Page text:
“Where is he, dammit? He said he’d teach me.” Kelt brought his hand to his face. The flesh was pale and rolled under the pressure of his thumb on his palm. The palm reader’s lines twisted, merged, broke. The flesh evened out, like water seeking its level, with a sensuous tingle. Slick, too, like plastic. Kelt swallowed, shuddered. There’s no turning back.

The coyote put his paw on Kelt’s leg. It seemed like a friendly gesture. “Maybe you should try and touch that light. That’ll tell you if it’s yours, I bet.”

“But you said I was waxed.”

“Well, if you’re not going to play anymore, I’ve got better things to do.” The coyote disappeared.

Kelt looked down. A puddle of urine rolled across his floor. He mumbled a curse word, tried to get up from his chair to clean it, but he felt as if barbells were strapped to his legs and arms.

Kelt’s chin dropped to his chest. A pounding on his door echoed in his dream, that pure fire pulsing to the beat of his heart, beating too fast. Sleepsand crusted around his eyelids. He woke feeling well, refreshed, but still confused by what had happened–was happening to him.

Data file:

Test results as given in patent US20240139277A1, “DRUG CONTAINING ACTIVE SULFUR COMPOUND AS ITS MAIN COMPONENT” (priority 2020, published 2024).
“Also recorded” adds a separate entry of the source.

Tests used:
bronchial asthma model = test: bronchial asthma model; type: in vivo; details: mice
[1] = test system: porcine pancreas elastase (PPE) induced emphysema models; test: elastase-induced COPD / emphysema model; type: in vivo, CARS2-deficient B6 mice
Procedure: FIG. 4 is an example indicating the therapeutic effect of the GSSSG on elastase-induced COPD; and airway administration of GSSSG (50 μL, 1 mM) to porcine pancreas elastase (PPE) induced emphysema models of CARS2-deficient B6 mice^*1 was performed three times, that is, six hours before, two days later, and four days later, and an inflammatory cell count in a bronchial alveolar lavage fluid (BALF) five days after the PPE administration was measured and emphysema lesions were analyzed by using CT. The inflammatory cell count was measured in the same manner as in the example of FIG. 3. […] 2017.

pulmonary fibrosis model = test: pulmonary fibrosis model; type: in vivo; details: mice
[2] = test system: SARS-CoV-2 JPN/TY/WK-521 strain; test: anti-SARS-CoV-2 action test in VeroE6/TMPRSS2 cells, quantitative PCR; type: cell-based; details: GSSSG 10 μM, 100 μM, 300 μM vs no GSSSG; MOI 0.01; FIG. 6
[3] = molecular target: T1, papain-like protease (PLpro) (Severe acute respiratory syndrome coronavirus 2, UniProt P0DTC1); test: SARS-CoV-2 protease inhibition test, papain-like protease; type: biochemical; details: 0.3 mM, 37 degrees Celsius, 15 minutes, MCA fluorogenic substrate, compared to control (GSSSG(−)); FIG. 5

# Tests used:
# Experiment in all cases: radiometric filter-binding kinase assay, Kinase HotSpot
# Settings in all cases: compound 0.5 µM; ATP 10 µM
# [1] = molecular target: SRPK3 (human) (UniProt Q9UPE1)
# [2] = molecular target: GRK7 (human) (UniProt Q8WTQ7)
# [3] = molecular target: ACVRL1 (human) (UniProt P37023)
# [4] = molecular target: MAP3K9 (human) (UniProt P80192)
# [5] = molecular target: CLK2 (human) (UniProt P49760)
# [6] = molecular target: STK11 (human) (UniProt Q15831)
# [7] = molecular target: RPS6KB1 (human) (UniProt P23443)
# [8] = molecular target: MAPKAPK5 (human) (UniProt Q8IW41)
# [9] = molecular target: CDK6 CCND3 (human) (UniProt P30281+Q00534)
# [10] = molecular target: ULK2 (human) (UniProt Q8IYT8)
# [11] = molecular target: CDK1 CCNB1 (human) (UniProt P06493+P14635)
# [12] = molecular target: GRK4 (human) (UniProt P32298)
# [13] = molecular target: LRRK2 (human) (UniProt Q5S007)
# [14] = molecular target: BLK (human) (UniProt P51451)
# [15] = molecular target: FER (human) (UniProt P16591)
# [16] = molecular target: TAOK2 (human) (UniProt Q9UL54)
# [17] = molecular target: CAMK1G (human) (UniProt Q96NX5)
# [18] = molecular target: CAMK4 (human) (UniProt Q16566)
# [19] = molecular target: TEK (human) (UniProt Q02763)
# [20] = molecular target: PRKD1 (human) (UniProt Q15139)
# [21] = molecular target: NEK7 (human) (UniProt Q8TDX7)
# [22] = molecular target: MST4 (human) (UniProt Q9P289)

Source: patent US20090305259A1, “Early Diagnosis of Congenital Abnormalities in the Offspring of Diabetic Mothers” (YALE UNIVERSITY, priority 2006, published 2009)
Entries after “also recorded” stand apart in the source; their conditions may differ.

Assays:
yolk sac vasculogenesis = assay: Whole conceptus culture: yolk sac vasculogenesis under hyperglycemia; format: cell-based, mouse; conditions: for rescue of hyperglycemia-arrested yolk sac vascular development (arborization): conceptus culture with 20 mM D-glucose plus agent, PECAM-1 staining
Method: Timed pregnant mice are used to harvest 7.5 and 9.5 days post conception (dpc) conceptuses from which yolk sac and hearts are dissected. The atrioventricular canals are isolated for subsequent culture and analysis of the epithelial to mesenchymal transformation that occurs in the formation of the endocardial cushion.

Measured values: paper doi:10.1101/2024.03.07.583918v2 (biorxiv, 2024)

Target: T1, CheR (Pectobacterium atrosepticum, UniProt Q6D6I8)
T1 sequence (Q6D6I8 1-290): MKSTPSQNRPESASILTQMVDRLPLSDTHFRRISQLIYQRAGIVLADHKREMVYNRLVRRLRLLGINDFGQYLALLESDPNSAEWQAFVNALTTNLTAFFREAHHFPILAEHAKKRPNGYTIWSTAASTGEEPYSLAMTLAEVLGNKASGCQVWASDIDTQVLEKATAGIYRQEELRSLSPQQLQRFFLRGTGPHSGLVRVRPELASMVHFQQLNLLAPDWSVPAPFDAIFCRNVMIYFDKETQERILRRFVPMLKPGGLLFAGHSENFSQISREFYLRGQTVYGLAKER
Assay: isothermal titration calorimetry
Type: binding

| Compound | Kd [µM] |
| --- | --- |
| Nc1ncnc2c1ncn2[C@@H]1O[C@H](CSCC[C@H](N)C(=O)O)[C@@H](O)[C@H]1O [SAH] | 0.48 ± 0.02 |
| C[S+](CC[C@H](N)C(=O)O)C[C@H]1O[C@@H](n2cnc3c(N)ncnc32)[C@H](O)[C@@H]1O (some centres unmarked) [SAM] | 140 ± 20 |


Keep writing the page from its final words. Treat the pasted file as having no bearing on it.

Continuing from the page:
A voice from outside: “Hey, open up! I know you’re in there. C’mon, builder. I haven’t got all day. Carter sent me.”

Kelt jumped from his chair, ran to the door and pulled off the chain. Opening it, he saw a young blonde kid, a teenager with a buzz cut and leather jacket draped over a red t-shirt. He wore a silver chain; a single edged razor dangled from it. Dark shades covered his eyes; he lifted them to his forehead. Kelt saw the white light dancing in his pupils.

“You’re a builder.” Kelt said.